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The Key to the Cleveland Cavaliers' Surge Is...J.J. Hickson?

Tom DelamaterAnalyst INovember 26, 2009

ORLANDO, FL - NOVEMBER 11:  J.J. Hickson #21 of the Cleveland Cavaliers puts up a shot under pressure over Brandon Bass #30 of the Orlando Magic during the game on November 11, 2009 at Amway Arena in Orlando, Florida. NOTE TO USER: User expressly acknowledges and agrees that, by downloading and/or using this Photograph, user is consenting to the terms and conditions of the Getty Images License Agreement. (Photo by Sam Greenwood/Getty Images)
Sam Greenwood/Getty Images

Following their relatively easy 98-88 win over Detroit on Thanksgiving Eve, the Cleveland Cavaliers are in their customary spot atop the NBA’s Central Division with an 11-4 record.

LeBron James, the reigning MVP, is also the current Eastern Conference Player of the Week after a four-game stretch in which he averaged 34 points, nine assists and five rebounds.

Mo Williams continues to complement James’ scoring, tossing in 17 points a game. Anthony Parker is converting more than half of his three-point attempts.

As one might have expected, the team has risen to the challenge of playing without Shaquille O’Neal, who has been sidelined with a shoulder injury. The Cavs have won five of six without O’Neal, after going 6-3 to start the season with him.

The pleasant surprise in the midst of it all is the emergence of second year pro J.J. Hickson at power forward. In fact, Hickson may end up being the unexpected piece to the championship puzzle for Cleveland—as much, or even moreso, than O’Neal.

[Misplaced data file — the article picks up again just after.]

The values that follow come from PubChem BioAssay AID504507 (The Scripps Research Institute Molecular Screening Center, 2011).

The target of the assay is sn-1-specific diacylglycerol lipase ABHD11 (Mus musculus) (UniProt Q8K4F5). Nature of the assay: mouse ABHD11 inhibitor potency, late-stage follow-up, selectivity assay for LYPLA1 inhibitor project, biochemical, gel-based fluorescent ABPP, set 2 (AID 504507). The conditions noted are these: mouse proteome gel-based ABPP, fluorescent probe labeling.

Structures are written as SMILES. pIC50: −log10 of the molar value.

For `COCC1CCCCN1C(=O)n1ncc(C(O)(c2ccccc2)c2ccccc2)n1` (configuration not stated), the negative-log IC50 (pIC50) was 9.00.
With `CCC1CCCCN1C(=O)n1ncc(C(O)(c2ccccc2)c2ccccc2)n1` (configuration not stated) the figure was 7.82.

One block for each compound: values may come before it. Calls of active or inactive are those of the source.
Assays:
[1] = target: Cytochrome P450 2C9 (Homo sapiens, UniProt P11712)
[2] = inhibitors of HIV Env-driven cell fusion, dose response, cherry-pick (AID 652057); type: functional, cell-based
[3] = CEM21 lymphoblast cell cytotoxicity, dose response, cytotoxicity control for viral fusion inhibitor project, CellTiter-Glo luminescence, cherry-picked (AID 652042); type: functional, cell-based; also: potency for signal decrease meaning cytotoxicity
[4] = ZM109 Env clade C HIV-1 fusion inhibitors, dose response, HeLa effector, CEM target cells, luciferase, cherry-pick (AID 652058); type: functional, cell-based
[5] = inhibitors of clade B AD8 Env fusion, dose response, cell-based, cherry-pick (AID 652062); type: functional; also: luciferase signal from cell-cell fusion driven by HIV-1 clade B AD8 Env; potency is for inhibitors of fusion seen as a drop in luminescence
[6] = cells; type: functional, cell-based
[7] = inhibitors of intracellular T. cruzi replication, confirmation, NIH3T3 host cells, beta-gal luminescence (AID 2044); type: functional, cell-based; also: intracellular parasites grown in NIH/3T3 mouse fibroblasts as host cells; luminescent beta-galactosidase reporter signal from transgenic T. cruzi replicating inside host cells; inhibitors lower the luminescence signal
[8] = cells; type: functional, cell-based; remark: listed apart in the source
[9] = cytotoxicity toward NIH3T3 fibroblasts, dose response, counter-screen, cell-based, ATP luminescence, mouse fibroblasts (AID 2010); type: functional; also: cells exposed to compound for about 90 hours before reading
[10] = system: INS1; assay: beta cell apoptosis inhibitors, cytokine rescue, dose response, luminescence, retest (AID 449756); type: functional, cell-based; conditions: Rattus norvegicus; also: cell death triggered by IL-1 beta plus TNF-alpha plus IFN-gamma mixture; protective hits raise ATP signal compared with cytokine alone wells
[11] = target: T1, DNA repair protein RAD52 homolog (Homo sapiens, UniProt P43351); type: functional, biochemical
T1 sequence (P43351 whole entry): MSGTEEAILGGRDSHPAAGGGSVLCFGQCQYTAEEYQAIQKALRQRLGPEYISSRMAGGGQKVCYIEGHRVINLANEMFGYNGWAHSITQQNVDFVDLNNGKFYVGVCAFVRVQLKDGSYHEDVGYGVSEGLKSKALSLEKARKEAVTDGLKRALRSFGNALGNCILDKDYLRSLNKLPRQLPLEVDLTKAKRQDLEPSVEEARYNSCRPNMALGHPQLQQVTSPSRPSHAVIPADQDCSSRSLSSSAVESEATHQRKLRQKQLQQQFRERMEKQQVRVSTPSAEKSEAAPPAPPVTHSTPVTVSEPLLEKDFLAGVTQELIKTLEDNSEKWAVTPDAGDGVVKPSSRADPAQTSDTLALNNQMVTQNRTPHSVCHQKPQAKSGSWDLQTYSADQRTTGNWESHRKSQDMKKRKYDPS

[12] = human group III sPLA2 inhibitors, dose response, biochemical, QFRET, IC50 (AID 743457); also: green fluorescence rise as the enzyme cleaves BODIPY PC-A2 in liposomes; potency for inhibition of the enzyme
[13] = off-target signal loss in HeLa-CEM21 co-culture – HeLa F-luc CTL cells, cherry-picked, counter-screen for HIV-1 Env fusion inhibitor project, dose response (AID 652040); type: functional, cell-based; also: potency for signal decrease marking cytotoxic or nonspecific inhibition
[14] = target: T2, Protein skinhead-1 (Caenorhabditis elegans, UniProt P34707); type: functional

The Cavs are 8-1 since Hickson joined the starting lineup. He’s averaging a shade under 13 points and five rebounds since then, playing about 30 minutes a game.

Although Hickson is not the accomplished rebounder that Anderson Varejao is, he provides an important low-post threat on offense. As a starter he’s shooting 63 percent from the field. That translates into more outside opportunities for the Cavs’ sharpshooting guard trio of Williams, Parker and Daniel Gibson. More important, it prevents defenses from focusing so much attention on James.

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In the six games before Hickson entered the starting five, LeBron averaged 25.1 points a contest and the Cavaliers were 3-3. Since then, with Hickson drawing attention down low, James is soaring once again, averaging nearly 33 a game as Cleveland has won eight of nine.

It’s good news for coach Mike Brown as he tinkers with the lineup in anticipation of O’Neal’s return. The depth on this team is perhaps its greatest strength. Jamario Moon is averaging 17 minutes a game as LeBron’s understudy and has three double-figure scoring games in the past two weeks. Gibson and the suddenly forgotten Delonte West are flying totally under the radar.

In early November, West was thought to be an important key to Cleveland’s championship hopes. Instead, Brown has deftly managed the lineup to adjust to life without the troubled guard, using him for only four minutes on Saturday against Philadelphia and not at all Wednesday in Detroit.

With O’Neal out, Varejao and Zydrunas Ilgauskas have patrolled the paint. Even with Shaq, there are plenty of minutes to divide among them. O’Neal and Ilgauskas are both averaging about 25 minutes a game, exactly what Brown wants as he keeps an eye on the postseason.

O’Neal is expected back on Friday. He’ll provide a stronger low-post presence for the Cavs, but time may reveal that Shaq was not the real key to the Cavs’ long-term success. It might just be that Brown and GM Danny Ferry have found that key right on their doorstep, in the energetic and athletic play of J.J. Hickson.

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